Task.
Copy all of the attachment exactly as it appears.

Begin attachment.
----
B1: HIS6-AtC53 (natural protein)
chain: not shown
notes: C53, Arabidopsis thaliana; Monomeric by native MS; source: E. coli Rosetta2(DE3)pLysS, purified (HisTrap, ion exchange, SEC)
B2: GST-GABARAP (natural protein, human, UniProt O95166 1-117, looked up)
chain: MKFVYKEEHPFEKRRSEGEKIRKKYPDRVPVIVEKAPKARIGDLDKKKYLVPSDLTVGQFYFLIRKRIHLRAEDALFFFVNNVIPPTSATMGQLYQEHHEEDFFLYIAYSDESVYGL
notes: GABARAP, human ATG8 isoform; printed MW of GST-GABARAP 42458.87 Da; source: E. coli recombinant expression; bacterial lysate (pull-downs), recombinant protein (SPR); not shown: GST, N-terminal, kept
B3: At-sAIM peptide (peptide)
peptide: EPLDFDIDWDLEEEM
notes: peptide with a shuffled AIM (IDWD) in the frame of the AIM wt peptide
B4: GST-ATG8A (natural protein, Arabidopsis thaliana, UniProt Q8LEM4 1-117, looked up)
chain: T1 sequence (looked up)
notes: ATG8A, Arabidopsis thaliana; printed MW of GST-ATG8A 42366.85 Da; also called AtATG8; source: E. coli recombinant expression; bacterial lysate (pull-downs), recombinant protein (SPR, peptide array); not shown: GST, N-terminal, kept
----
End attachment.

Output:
B1: HIS6-AtC53 (natural protein)
chain: not shown
notes: C53, Arabidopsis thaliana; Monomeric by native MS; source: E. coli Rosetta2(DE3)pLysS, purified (HisTrap, ion exchange, SEC)
B2: GST-GABARAP (natural protein, human, UniProt O95166 1-117, looked up)
chain: MKFVYKEEHPFEKRRSEGEKIRKKYPDRVPVIVEKAPKARIGDLDKKKYLVPSDLTVGQFYFLIRKRIHLRAEDALFFFVNNVIPPTSATMGQLYQEHHEEDFFLYIAYSDESVYGL
notes: GABARAP, human ATG8 isoform; printed MW of GST-GABARAP 42458.87 Da; source: E. coli recombinant expression; bacterial lysate (pull-downs), recombinant protein (SPR); not shown: GST, N-terminal, kept
B3: At-sAIM peptide (peptide)
peptide: EPLDFDIDWDLEEEM
notes: peptide with a shuffled AIM (IDWD) in the frame of the AIM wt peptide
B4: GST-ATG8A (natural protein, Arabidopsis thaliana, UniProt Q8LEM4 1-117, looked up)
chain: T1 sequence (looked up)
notes: ATG8A, Arabidopsis thaliana; printed MW of GST-ATG8A 42366.85 Da; also called AtATG8; source: E. coli recombinant expression; bacterial lysate (pull-downs), recombinant protein (SPR, peptide array); not shown: GST, N-terminal, kept